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roles when there are not enough u.s. citizens. for example, certain nationalists as we mentioned served as interpreters and will be allowed to apply for lp are status which will make and insisting in the u.s. and in numerous policies within their families or make it harder for military members with their families to adjust status and protection for deportation and in my view, we should be focused on the veterans perceive the care that they earn with their immigration cases. customs enforcement as a policy that requires the cases that have been removal but however, a report by the u.s. a sound they were unaware and a place for veterans and that is beyond this to hear that our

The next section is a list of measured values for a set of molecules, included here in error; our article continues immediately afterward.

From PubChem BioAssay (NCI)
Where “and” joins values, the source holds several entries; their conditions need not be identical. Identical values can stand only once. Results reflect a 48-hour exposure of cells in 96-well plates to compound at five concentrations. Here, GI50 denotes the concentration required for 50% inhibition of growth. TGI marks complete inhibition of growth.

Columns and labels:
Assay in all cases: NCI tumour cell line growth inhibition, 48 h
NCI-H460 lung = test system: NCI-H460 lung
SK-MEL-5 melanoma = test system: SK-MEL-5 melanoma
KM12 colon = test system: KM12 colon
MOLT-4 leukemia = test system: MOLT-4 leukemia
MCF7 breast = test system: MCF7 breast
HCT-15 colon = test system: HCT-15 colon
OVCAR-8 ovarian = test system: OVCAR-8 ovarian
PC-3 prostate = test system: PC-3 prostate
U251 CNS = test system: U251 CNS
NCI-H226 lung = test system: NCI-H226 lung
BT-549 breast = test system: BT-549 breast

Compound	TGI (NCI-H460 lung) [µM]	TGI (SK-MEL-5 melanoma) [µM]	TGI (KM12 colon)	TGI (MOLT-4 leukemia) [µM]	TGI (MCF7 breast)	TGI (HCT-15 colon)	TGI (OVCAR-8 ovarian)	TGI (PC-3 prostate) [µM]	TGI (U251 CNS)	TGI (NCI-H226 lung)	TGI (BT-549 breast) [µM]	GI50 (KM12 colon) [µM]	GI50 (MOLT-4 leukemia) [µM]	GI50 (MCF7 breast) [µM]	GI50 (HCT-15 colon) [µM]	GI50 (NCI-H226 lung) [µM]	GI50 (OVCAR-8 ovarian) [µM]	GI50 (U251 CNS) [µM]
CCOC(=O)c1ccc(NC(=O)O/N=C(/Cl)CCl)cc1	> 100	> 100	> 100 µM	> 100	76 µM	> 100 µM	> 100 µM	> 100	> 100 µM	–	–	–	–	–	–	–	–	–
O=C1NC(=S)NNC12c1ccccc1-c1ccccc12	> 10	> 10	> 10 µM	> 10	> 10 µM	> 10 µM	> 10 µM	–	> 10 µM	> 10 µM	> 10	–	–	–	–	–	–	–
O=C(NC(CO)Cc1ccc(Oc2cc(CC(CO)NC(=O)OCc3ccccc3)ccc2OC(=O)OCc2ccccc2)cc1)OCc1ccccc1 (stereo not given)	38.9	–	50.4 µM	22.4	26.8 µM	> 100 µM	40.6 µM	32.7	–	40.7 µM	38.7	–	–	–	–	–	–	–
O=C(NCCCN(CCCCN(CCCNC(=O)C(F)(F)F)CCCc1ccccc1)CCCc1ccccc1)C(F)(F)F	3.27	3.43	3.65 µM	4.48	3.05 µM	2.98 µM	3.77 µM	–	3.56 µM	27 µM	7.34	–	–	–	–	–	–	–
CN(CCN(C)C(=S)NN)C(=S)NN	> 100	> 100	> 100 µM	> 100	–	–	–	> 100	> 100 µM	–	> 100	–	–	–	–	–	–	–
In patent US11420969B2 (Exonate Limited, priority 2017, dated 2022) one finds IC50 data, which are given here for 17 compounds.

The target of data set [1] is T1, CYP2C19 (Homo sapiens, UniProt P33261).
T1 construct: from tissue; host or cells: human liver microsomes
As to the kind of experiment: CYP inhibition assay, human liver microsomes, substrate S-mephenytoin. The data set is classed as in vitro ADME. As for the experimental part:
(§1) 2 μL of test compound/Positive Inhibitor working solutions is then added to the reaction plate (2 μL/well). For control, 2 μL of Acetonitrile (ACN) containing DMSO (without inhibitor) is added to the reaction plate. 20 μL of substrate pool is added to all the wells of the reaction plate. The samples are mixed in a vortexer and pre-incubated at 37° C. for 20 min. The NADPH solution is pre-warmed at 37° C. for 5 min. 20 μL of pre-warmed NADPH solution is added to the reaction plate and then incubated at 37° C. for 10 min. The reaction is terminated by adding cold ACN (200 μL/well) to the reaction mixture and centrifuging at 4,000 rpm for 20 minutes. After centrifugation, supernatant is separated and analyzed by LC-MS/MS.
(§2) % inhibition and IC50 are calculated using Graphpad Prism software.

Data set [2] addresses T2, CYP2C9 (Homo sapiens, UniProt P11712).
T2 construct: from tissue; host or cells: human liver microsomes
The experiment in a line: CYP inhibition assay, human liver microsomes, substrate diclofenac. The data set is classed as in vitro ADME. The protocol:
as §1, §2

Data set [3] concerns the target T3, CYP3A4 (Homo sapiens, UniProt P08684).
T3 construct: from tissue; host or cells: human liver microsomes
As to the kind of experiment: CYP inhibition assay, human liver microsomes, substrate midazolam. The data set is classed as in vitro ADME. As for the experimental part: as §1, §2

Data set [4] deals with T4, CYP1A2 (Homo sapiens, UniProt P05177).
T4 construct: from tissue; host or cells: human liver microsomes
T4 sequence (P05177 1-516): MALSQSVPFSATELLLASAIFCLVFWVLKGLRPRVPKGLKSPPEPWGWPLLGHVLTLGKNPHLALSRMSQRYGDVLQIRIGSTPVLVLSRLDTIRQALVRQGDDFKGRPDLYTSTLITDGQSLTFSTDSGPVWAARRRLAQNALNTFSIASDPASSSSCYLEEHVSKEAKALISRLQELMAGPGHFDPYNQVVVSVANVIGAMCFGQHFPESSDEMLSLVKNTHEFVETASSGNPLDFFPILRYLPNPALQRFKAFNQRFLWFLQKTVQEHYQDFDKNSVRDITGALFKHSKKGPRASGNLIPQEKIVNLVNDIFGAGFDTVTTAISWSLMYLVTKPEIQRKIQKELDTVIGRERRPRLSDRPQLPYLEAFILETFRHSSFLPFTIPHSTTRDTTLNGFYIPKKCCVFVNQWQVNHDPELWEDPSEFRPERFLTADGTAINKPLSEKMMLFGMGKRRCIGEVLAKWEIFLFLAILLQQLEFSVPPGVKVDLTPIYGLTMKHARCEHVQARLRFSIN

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veterans are not being given the appropriate level on their immigration cases and it is an american to report immigrants fighting for our safety and our freedom. which should not leave them to feel abandoned and hopeless. mr. hector, i want to thank you for your service to our country. thank >> you. >> you chose to list in the army at 17 answer for five years and earn an honorable discharge into thousand one. as a veteran, and a green card holder you have the protection of citizenship and will the deployed after serving time after discharged. can you walk us through how this may have been different if you received advice on how to apply for citizenship shin after coming to this country? >> i believe if my squad leader would say that you shouldn't